A quick guide to switching from Windows to Linux

Windows is hands down the most popular Operating System in the world. Being the most popular however doesn’t necessarily mean it is the best. Windows can be so nagging sometimes, especially with updates. Don’t get me started on the whole malware issue. It is the most targetted Operating System and that makes sense due to its shear scale of numbers. Also, not many people are fans of the one-size-fits-all that Windows is using on its consumer-grade system.

That said, if you are unhappy with your Windows experience, you could invest in a Mac or sell a kidney and get yourself their usually overpriced hardware to run their Operating System MacOS. But since you already have decent hardware with you, the world of Linux could very well be your next destination.

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Switching to Linux

The world of Linux can look confusing and fragmented to the average person but once you scratch the surface, it really is a rich ecosystem. If you’re looking to make the big plunge, first you might want to check the rankings on DistroWatch. This site ranks the many different flavors of Linux or Distributions as they’re called, in order of popularity. We just abbreviate that to Distros. The list does change but the top 3 distros are Ubuntu, Linux Mint and Manjaro.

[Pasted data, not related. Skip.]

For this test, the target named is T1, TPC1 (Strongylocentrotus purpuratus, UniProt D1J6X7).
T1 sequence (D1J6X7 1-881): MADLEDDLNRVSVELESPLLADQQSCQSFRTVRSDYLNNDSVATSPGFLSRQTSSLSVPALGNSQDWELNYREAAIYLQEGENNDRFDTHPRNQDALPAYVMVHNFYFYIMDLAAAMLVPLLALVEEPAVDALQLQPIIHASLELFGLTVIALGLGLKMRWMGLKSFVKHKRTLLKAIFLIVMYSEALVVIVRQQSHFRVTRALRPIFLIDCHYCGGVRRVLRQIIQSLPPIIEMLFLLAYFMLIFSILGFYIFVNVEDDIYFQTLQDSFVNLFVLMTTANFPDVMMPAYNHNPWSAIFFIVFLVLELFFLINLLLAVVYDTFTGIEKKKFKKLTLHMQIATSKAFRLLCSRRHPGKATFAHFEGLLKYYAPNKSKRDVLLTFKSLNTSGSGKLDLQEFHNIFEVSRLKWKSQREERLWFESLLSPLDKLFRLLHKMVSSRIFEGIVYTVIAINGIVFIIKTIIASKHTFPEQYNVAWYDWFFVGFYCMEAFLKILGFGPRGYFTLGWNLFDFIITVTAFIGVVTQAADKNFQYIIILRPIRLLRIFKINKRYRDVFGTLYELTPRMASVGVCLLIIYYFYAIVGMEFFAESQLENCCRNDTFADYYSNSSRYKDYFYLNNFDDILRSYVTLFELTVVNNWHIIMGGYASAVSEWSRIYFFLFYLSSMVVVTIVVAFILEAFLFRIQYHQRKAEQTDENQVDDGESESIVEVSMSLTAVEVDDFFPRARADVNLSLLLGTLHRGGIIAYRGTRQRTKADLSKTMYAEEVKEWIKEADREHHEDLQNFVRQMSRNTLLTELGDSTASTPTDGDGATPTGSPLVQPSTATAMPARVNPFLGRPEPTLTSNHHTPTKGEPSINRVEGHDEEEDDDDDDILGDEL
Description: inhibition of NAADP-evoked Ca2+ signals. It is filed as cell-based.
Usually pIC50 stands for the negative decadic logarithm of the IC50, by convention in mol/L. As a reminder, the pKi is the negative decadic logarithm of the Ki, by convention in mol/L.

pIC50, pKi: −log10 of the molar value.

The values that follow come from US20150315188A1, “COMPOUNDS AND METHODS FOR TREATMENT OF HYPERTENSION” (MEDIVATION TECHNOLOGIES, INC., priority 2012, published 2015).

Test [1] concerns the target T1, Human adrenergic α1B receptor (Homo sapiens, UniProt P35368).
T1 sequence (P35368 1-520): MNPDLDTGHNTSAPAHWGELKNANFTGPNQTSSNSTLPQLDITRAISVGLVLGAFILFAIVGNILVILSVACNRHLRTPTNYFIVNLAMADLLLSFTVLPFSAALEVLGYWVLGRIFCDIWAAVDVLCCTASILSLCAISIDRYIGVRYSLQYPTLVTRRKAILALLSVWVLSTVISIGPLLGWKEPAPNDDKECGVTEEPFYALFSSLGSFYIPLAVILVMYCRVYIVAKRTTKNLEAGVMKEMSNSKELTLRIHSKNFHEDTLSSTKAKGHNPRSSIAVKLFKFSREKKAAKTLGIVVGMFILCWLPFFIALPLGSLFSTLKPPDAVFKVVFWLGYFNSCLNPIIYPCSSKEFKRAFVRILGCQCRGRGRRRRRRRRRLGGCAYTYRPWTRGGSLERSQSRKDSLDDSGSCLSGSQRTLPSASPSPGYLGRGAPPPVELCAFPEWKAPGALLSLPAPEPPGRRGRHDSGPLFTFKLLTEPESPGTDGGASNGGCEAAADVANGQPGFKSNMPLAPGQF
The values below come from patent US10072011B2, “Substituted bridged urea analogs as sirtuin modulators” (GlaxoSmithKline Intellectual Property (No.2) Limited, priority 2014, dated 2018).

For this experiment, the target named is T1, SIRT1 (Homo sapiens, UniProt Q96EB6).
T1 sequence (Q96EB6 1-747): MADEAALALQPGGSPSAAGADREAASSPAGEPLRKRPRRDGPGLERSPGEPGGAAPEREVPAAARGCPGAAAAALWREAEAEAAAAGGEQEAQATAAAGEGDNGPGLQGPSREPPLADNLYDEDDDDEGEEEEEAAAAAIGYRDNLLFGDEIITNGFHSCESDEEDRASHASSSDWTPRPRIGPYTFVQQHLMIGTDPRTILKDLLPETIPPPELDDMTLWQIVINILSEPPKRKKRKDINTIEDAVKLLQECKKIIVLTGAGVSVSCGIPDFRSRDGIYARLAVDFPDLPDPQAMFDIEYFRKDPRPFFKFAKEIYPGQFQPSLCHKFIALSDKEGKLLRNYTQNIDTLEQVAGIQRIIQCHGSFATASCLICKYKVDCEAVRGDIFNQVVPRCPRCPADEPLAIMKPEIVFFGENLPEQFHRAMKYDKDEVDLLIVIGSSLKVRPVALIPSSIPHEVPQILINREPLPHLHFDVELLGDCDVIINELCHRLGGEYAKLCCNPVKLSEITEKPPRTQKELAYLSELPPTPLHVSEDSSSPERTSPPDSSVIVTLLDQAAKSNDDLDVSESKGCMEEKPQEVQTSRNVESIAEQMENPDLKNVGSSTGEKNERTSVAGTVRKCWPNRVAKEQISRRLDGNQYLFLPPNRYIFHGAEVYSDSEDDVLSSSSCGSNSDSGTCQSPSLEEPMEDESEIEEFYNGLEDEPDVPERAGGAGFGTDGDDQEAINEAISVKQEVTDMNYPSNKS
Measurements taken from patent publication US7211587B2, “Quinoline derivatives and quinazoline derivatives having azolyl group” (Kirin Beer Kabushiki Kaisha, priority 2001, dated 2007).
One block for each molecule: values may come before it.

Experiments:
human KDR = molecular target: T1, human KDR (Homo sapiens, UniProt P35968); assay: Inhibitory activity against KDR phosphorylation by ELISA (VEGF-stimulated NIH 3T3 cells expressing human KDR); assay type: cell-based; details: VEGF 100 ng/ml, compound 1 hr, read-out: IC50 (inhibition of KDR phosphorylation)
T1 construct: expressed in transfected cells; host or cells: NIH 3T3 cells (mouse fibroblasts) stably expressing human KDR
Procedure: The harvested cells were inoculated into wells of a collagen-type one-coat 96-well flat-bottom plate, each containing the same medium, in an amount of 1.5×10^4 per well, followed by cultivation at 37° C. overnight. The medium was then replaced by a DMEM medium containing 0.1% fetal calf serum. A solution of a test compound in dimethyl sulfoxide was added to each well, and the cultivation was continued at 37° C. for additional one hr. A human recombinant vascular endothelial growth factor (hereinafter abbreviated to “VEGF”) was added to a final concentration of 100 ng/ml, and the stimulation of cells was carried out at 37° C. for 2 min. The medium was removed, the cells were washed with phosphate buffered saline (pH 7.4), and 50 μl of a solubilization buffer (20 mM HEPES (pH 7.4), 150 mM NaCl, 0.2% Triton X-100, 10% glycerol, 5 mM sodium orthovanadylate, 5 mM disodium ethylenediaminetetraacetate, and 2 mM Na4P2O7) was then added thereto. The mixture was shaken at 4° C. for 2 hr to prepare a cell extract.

Because the Linux kernel underlies all these flavors, the basic installation procedure is more or less similar across. In this guide, we will use Ubuntu as it is more supported. Many forks of Linux are also based on Ubuntu so we can as well say that Ubuntu’s installation process is the baseline.

Installing Ubuntu

Creating an installation media

The first step would be to download the Ubuntu system image from their official website. Being Linux and open-source, this is free to download. Burn this ISO onto a DVD or use UnetBootin to create a bootable USB stick.

Boot from USB flash drive

Most computers will boot from USB automatically. Simply insert the USB flash drive and either power on your computer or restart it. You should see the same welcome window we saw in the previous ‘Install from DVD’ step, prompting you to choose your language and either install or try the Ubuntu desktop.

If your computer doesn’t automatically boot from USB, try holding F12 when your computer first starts. With most machines, this will allow you to select the USB device from a system-specific boot menu.


Also Read: How to dual boot Ubuntu and Windows 10 without Partitioning


Allocate drive space

Use the checkboxes to choose whether you’d like to install Ubuntu alongside another operating system, delete your existing operating system and replace it with Ubuntu, or — if you’re an advanced user — choose the ‘Something else‘ option.